Rumors of a future financial crisis are spreading once more, as subprime mortgages have made a return under new labels such as “impaired credit” or “complex prime.” On an international level, the latest report by the IMF warns against the “risks of rollback, waning multilateralism, and regulatory fatigue” that may bring about a slowdown in global economic activity and a destabilization of global financial markets. The Economist’s October cover story argues that the cause of the next global recession is likely to be uneven momentum: “This divergence [in growth rates] between America and the rest means divergent monetary policies, too. The Federal Reserve has raised interest rates eight times since December 2015. The European Central Bank is still a long way from its first increase. In Japan rates are negative.”
What “convergent” monetary policies involve, at a global level, is easily deduced from what occurred over the last 10 years. The three rounds of quantitative easing initiated by the Fed in 2013 provided liquidity injections not only in U.S. domestic bank vaults, but also in foreign banks (approximately half of the $US 1.3 trillion). This operation, sometimes dubbed a ‘stealth bailout’, was possible due to the highly connected world capital markets. Once U.S. QE3 ended in October 2014 and the dollar began to appreciate, it was the turn of the ECB, and soon after of the Bank of Japan, to begin their own rounds of purchases of asset-backed securities. Emerging economies joined the game, and either offset the outflow of capital with domestic credit expansion, in order to prevent their currencies from rising and hurting exports, or allowed a slight increase in government bond yields compared to U.S. Treasuries, to attract more foreign funds as a buffer in case interest rates abroad were to rise further. Countries aligned themselves to a level of ‘global inflation’, compensated its reduction or stimulated its growth with additional monetary injections keeping interest rates as low as possible.
“Divergent monetary policies” or “uneven momentum” are only euphemisms for a more disturbing trend: in simpler terms, central banks appear now to be temporarily mis-coordinating monetary inflation and credit expansion. As Mises amusingly explained to his students,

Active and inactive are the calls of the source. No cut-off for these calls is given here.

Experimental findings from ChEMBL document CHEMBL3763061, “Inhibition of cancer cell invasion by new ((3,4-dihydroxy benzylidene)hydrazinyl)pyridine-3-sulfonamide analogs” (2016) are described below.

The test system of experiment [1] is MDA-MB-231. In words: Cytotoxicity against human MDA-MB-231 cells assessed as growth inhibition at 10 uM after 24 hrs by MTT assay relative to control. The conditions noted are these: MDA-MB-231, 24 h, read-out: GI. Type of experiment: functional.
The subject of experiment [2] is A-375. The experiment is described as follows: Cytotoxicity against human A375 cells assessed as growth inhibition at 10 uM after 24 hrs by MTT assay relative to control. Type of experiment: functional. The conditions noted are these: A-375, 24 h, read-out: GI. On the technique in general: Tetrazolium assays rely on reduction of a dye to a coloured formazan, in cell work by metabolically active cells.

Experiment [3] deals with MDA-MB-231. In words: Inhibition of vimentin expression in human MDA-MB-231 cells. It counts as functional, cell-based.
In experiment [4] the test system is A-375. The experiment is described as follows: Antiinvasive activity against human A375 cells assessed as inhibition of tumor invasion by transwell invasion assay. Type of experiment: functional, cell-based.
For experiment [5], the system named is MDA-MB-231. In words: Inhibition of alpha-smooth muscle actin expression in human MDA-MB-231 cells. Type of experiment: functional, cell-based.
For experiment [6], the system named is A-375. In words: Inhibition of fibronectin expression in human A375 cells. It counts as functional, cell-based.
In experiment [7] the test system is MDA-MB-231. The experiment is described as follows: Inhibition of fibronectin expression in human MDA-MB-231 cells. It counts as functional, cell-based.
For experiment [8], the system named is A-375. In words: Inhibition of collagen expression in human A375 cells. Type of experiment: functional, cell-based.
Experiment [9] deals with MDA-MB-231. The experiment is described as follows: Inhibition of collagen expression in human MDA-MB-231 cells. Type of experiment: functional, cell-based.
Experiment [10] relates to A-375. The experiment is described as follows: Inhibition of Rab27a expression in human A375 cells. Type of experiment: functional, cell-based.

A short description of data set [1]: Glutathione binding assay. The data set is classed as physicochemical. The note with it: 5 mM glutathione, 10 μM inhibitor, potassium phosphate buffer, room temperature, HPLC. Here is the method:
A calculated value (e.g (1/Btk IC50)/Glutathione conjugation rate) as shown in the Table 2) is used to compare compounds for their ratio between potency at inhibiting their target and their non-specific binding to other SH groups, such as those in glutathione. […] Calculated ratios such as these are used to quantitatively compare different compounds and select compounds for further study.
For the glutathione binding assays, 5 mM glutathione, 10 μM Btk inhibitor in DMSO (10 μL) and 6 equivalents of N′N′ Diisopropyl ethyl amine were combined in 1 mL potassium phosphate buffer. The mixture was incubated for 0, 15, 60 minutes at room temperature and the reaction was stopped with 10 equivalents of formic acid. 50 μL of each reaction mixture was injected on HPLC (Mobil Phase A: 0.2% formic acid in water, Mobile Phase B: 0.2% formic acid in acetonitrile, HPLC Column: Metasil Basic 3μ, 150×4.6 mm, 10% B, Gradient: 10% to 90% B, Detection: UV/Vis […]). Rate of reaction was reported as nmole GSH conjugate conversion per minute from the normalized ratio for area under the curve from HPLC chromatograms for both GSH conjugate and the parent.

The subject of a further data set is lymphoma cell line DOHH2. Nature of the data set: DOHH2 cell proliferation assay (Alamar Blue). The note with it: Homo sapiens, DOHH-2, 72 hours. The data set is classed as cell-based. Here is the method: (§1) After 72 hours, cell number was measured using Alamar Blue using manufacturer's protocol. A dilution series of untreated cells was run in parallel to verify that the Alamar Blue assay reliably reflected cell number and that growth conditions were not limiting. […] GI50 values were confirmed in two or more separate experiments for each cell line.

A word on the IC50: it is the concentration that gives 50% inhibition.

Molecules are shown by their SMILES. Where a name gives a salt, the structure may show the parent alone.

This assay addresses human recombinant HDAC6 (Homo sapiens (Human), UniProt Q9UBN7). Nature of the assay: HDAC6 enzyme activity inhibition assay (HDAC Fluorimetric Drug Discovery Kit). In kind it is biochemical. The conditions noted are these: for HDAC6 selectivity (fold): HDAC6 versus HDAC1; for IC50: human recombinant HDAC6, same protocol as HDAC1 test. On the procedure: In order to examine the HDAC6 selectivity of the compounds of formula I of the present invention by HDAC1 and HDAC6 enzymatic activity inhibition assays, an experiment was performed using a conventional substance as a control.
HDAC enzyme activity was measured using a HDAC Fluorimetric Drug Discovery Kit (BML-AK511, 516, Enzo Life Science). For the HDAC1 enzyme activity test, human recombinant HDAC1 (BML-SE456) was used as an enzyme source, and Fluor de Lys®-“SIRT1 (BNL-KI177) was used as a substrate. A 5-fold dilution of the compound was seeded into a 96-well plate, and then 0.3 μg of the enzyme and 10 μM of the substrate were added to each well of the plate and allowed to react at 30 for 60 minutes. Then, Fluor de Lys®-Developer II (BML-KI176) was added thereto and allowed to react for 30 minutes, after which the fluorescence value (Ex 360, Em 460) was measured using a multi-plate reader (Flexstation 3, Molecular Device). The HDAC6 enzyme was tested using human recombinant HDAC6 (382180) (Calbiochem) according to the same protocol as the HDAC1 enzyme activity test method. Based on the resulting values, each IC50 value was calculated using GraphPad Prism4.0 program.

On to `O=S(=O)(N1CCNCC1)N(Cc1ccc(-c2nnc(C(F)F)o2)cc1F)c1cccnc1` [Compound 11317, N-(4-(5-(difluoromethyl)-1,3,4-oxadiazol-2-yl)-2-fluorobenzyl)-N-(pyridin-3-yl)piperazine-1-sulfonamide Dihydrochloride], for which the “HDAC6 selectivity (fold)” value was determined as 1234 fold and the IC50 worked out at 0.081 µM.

There is a proverb that says: “One doesn’t talk about the gallows in the home of a family, one of whose members was executed.” In this way, one doesn’t talk about the international problem in terms of inflation. When one talks about an international monetary problem, one says there is not enough “liquidity,” not enough “reserves.” (Mises 2010, 78).
With central bank coordination and flexible exchange rates, relative depreciation of currencies is much reduced and relatively painless—and financial markets look quite still on the surface. In its (temporary) absence, some of the inherent deficiencies of the system, the dirty waters lurking underneath, are exposed. If some central banks’ balance sheets expand at higher rates than others, a sharper relative depreciation of their currency makes price inflation more visible domestically, foreign debt more burdensome—particularly for emerging economies—and produces turmoil in financial markets.
But the cause of the next recession cannot be uneven growth momentum or the unequal tightening of monetary policies. What causes financial crises, domestic and global, is the underlying, continuing credit expansion. Central banks acting in unison in this expansion across the world only worsen and augment its effects. Therefore, uneven coordination or destabilized financial markets can at most serve as the trigger or catalyst of a financial meltdown.
The more important point to be made here is that the attempt to avoid a meltdown from occurring in the first place—through renewed regulation or stronger multilateral cooperation—is futile in the long run. Central banks’ free reign over monetary matters has not only brought about the greatest age of inflation in human history, but has led to the exacerbated development of financial markets and financial instruments, no longer connected to sound money or to the ‘real’ economy. The rotten core of the system was only briefly exposed in 2007 during the financial crisis, but bailouts and the regulatory patchwork of the following years have calmed the waters once more. But this cannot last forever. It is naïve to think that the corroded roots of the financial system will last for long, or that real financial stability is achievable without producing at least a partial implosion of the current system built on money produced out of thin air.
A healthy, restructured, and ‘sustainable’ financial system is only possible with sound money whose production is no longer arbitrarily and politically determined:
We must realize that money can operate, it can work, only if we have a system in which the government is prevented from manipulating the value of the money… we ought not to have a system of money in which the value of the monetary unit is in the hands of the government so that the government can operate, manipulate the money market in the way it wants to. If the government destroys the monetary system it destroys perhaps the most important foundation of inter-human economic cooperation. (Mises 2010, 83)
Unfortunately, we are now likely too late, and past the point of no return. Tracing our steps back to a healthy monetary and financial system will undeniably be very painful. Nevertheless, postponing the inevitable collapse is only going to make it much worse.